Bartolomeo Cristofori invented the piano as part of his job as technician and innovator for Grand Prince Ferdinando de Medici; he made the piano to improve upon the sound and versatility of the harpsichord. Cristofori's patron was a music and technology enthusiast. Cristofori's piano, like his other inventions, became property of the Medici court.
In 1688, Prince Ferdinando de Medici, heir to the Duchy of Tuscany, hired Bartolomeo Cristofori as his personal musical technician, repairman and inventor. The prince was very fond of music and contracted Cristofori to maintain the instruments in his collection. Cristofori received a higher salary than his predecessor due to his penchant for creating new instruments. The prince adored technology and expected Cristofori to periodically produce musical innovations for the court.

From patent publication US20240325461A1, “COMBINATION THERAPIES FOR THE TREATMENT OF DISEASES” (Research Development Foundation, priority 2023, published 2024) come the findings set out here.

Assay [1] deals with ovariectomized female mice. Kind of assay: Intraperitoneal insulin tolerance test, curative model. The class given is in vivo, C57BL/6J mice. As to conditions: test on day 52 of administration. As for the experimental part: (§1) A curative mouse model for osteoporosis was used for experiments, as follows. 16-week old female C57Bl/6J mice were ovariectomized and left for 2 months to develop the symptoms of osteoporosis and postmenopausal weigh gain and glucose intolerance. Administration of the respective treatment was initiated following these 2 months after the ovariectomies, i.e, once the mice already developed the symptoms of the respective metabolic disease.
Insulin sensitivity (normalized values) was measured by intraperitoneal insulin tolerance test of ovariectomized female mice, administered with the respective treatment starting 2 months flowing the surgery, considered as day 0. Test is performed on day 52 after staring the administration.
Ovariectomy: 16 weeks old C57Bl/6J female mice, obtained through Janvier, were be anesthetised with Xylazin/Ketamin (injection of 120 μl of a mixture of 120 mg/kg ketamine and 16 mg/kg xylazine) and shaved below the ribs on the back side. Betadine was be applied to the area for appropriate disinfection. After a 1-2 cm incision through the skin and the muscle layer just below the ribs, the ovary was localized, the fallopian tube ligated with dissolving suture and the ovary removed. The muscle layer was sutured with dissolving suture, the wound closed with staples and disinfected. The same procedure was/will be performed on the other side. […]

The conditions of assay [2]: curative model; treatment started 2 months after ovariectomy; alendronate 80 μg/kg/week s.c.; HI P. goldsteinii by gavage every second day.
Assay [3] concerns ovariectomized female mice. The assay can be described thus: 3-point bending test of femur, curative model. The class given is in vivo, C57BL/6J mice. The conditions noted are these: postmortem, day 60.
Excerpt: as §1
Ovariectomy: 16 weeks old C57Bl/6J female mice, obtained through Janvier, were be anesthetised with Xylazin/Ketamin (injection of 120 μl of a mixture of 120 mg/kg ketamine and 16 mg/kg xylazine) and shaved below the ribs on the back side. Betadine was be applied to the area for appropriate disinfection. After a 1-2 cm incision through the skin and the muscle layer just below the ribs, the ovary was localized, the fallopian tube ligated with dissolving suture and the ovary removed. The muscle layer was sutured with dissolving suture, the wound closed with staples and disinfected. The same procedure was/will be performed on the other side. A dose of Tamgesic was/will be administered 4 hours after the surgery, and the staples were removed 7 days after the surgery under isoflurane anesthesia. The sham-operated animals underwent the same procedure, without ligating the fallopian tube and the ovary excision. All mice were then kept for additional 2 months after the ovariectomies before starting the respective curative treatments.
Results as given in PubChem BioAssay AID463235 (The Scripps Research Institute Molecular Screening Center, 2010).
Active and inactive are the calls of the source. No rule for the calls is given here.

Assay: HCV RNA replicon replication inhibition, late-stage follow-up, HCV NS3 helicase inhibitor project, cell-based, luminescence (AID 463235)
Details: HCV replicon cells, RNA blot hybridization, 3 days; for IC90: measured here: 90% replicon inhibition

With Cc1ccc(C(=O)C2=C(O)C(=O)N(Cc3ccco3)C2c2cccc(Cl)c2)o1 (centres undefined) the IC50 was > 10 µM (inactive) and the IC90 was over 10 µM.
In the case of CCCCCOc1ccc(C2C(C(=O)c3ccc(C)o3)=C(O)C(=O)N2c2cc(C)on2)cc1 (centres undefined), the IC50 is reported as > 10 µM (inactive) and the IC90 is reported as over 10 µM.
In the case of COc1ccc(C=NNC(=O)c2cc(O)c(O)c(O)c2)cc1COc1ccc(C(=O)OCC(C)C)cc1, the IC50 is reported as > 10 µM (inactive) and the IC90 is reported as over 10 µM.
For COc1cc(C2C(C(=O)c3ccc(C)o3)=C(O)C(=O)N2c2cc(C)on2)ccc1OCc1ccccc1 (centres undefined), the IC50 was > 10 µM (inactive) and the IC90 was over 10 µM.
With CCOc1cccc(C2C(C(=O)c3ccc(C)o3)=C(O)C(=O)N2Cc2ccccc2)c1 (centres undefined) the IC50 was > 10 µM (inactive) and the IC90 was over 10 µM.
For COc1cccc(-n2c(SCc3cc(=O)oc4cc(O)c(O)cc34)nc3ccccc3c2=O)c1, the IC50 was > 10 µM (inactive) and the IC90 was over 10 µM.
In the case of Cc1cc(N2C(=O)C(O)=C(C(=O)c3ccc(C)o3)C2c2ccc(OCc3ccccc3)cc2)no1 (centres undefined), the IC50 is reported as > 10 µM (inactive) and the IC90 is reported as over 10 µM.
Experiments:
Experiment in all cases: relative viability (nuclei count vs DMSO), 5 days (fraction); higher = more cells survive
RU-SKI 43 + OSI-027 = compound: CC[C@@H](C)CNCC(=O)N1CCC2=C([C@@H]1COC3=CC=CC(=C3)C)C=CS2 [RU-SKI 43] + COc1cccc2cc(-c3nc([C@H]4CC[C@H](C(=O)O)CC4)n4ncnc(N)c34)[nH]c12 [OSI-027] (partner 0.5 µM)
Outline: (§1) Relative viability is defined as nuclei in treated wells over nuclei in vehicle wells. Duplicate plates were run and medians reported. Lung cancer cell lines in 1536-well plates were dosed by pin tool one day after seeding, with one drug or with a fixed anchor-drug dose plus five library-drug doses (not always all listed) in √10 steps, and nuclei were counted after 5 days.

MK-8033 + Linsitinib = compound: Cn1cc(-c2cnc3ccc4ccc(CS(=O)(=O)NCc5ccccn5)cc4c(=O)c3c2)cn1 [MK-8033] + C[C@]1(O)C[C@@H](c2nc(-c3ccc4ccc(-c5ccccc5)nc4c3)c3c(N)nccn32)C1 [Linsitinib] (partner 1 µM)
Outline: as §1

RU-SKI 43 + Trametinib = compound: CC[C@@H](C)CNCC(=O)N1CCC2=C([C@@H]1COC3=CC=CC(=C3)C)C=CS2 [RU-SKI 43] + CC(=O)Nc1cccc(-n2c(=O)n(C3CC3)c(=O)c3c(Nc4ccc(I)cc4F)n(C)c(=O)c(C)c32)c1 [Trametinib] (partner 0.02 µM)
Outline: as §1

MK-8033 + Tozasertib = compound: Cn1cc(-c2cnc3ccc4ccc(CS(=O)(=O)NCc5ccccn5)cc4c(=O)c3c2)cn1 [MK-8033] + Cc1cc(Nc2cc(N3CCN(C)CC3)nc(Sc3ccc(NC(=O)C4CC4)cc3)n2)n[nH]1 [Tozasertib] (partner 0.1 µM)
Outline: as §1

With this responsibility in mind, Cristofori made several new kinds of keyboard instruments that expanded upon the capabilities of the harpsichord. The piano, originally known as the "arpicembalo," was among these creations, according to the Metropolitan Museum of Art. Cristofori implemented a unique hammer mechanism that hit rather than plucked the strings. This innovation enabled soft and loud sound gradations and made the keyboard responsive to the strength of a musician's touch. Unlike its predecessor the harpsichord, the piano produced detailed gradations of soft and loud tones.